The last time I came here, the drive took three hours in the rain. Today, December 30, is clear and warm for the season. No traffic; I arrive an hour early rather than an hour late.
Navigating the noodle bowl of freeways I dodge other vehicles and merge, from the south 5 to the south 110 to the south 101 which is also the south 5 again, jump a solid line to merge with the feeder ramp from the north 110 so I can use the Temple Street exit ramp. This is actually much more dangerous when traffic is flowing than when it is backed up. But I have done this hundreds of times before and this is within my skill set.
Once I lived downtown. I went to school here. I worked here and even after moving my office to a suburb I still came here for work often. The pattern of streets and freeways and tunnels in the financial and civic centers is tattooed in my brain; it will be among the last things to go should I fall into dementia.
My bladder is full and the parking garage requires my last dollar. There is a thriving cash economy here; electronic money so useful in my exurban home town has not yet penetrated to the businesses here even in the shadows of the towers bearing the logos of America’s mighty financial institutions. It is not they which bring me here though; my concern today is the home of a dead woman from the working class.
Needing cash, the ultramodern yet already obsolete smart phone advises me to go to the Music Center, .11 miles away. It is up Bunker Hill and adjacent to Flower Street, and I am soon ashamed that climbing the top of the hill and two flights of stairs has left me winded, out of breath. For too long have I deferred physical fitness.
Not so the other users of the streets at 7:30 this December morning. Men and women of all shapes prowl the sidewalks, some walking to work in hose and sneakers with good shoes in their purses and others jogging in track jackets and gaudy gold crucifixes. I hear a Babel of languages spoken. English, Japanese, English again, Spanish, Chinese, Russian, Spanish again, something I cannot recognize. Everyone carries a face devoid of emotion and appears to move purposefully.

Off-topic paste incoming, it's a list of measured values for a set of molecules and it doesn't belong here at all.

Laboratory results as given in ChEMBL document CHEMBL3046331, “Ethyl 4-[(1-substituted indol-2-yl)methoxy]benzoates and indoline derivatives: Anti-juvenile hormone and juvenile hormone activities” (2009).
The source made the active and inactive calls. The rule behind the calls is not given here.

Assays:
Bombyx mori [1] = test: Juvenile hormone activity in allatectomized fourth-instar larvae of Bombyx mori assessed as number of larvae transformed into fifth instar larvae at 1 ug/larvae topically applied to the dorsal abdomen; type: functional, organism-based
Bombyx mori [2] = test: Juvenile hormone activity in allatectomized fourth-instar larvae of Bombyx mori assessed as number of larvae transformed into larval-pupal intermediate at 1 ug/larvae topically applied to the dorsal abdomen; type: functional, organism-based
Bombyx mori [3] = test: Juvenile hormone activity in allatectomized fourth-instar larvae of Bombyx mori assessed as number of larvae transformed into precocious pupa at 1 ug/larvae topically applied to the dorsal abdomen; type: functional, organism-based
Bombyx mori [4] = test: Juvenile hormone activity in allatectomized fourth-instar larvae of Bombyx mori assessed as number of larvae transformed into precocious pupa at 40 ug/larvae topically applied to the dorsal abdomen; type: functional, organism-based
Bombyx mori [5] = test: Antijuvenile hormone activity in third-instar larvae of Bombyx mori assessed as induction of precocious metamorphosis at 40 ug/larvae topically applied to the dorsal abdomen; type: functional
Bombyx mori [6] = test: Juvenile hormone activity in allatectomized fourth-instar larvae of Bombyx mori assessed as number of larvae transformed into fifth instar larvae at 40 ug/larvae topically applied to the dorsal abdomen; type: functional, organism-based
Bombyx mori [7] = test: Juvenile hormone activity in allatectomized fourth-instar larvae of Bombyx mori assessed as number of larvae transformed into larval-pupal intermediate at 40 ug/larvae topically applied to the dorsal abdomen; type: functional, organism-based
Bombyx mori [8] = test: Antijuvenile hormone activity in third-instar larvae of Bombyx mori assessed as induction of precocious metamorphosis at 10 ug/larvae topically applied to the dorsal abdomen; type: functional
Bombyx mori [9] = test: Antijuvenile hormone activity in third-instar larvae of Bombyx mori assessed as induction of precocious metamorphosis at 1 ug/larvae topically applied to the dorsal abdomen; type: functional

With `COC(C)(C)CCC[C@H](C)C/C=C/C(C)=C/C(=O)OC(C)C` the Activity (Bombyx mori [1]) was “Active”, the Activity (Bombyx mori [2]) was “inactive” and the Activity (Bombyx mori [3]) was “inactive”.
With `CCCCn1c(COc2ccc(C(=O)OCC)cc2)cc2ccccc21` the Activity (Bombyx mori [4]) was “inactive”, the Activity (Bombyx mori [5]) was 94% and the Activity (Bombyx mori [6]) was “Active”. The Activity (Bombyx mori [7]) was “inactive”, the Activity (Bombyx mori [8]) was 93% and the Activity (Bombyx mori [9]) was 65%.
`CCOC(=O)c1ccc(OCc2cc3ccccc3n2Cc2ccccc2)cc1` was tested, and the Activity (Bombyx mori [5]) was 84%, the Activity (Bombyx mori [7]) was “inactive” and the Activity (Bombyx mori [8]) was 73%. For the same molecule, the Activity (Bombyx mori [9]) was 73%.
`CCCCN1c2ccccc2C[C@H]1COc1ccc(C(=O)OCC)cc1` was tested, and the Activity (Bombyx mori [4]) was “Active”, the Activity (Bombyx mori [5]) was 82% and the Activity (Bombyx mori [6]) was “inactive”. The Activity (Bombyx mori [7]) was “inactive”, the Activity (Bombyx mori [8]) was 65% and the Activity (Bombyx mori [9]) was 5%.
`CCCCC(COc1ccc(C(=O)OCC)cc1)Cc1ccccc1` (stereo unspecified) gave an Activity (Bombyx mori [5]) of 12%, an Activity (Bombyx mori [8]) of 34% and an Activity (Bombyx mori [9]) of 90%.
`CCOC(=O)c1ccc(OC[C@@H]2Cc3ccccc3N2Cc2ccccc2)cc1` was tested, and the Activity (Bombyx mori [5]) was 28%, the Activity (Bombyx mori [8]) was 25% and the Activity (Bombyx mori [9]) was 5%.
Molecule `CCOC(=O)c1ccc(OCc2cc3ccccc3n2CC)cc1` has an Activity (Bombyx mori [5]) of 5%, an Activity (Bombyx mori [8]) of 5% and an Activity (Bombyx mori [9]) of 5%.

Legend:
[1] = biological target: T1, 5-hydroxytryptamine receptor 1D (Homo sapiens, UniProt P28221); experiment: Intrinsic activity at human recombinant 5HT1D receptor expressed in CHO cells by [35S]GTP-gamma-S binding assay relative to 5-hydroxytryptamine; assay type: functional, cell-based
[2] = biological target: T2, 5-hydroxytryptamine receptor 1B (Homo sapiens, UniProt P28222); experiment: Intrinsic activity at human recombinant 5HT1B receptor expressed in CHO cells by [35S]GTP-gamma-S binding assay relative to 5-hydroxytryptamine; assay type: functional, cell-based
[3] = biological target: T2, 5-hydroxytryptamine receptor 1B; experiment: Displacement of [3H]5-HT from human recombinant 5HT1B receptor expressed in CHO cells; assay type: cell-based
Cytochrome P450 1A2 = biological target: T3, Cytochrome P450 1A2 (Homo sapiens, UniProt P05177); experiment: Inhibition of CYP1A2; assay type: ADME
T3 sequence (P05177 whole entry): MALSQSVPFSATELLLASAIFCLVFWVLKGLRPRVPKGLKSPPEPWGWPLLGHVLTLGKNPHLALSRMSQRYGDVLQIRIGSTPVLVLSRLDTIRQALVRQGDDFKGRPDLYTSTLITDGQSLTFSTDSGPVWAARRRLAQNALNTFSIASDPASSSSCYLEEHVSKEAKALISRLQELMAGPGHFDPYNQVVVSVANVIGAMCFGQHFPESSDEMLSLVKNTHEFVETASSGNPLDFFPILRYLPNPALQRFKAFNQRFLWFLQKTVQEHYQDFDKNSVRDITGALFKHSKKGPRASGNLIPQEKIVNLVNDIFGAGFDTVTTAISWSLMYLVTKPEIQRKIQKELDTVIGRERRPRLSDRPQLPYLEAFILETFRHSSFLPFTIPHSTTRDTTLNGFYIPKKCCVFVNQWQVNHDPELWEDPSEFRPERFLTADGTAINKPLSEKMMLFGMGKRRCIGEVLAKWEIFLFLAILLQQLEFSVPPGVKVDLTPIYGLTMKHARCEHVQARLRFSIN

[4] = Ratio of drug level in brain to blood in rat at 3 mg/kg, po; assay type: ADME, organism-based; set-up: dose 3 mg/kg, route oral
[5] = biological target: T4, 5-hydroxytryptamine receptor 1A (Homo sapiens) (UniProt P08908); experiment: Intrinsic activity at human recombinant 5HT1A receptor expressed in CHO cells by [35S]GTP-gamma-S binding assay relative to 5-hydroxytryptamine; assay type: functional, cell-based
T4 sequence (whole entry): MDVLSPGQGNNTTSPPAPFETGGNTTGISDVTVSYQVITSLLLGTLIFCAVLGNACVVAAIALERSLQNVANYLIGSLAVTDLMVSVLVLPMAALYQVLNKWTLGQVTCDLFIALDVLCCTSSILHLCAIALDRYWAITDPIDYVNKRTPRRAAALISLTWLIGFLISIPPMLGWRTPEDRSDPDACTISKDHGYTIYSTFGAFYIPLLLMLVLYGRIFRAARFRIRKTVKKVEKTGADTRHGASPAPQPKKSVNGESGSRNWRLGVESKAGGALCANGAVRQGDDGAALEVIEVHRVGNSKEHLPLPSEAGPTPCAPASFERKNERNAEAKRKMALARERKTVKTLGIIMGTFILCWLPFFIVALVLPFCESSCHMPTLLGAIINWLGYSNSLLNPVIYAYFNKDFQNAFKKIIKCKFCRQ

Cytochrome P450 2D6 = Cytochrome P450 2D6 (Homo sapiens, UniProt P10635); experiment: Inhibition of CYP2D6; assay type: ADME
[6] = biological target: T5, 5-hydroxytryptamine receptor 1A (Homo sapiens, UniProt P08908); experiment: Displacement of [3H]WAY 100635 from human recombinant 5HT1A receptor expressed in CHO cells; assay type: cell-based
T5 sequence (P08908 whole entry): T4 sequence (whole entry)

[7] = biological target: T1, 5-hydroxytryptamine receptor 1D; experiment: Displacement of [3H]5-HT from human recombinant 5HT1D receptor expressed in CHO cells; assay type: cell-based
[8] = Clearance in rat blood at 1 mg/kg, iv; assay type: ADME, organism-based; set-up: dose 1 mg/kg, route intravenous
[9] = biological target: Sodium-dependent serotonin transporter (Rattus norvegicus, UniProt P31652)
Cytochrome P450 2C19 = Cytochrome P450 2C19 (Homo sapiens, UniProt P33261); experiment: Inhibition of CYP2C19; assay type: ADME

The plaza at the Music Center still has holiday decorations: on the west end a tall Christmas tree with oversized balls and garlands so as to be seen from the street and on the east with a fully-illuminated Menorah standing next to a statue of musicians, everything but the lights obscured from street visibility. The signs for upcoming performances at the city’s cultural summit showcase the blend of entertainments formerly thought discrete both highbrow and low — Broadway musicals based on pop music albums, another stage production based on a movie based on a book, television stars appearing in the opera. Workmen sit and exchange friendly lies over coffee in seats where later tonight the elite will sip overpriced flutes of average Chardonnay and gossip about political sub-luminaries during intermission.
A squadron of attractive young women in good suits and uncomfortable shoes surrounds me walking back across Grand Avenue. They wear the pensive mask of ill concealed anxiety which brands them as lawyers, even were they not going to the courthouse. I flatter myself that I am more relaxed in my appearance than they in theirs. Of such white lies told to oneself is the mask of confidence assembled.
Though I feel unhurried the rest of the city feels differently. There is courtesy of a sort, in the expectation of mutual disregard. A car stops on the street to yield to pedestrians crossing the driveway and I am the only walker to stop and allow the driver to maneuver out of traffic. She does not expect the lawyers on the sidewalk to yield and does not make eye contact with me. The attractive, pensive lawyers walking near me on the sidewalk indeed do not stop walking and do not even turn their heads to look at the car. A security guard, however, turns his head to admire the young women in business suits before resuming his conversation with a heavyset Chinese man buying a copy of today’s newspaper from a battered coin-operated dispenser.
Though I have come to court early, the court is unready for me; I learn that the court assigned to hear my clients’ matter is dark and the substitute court cannot — or will not — see me for another two hours.
It is both faster to live here, and more expensive, than I have grown used to. There seems an abundance of culture, a democracy of smells on the streets. Democracy of this nature is not always pleasant. The rich and powerful commingle with the homeless and mentally ill, and samples of all social strata in between, all seemingly observing the same unstated social contract to only glance at one another and to wear the same vaguely dissatisfied expression. The sunrise cuts through the remnants of fog but I am an attorney and thus not permitted to stop and take photographs of the winter plants in flower, the monumental buildings around me, or the deeply interesting people around me in this most diverse and sleek of cities, this urban sui generis called Los Angeles. No, it is time to wear my game face and act as though I’ve been here before — which I have, yet which I try to see with new eyes this temperate December morning.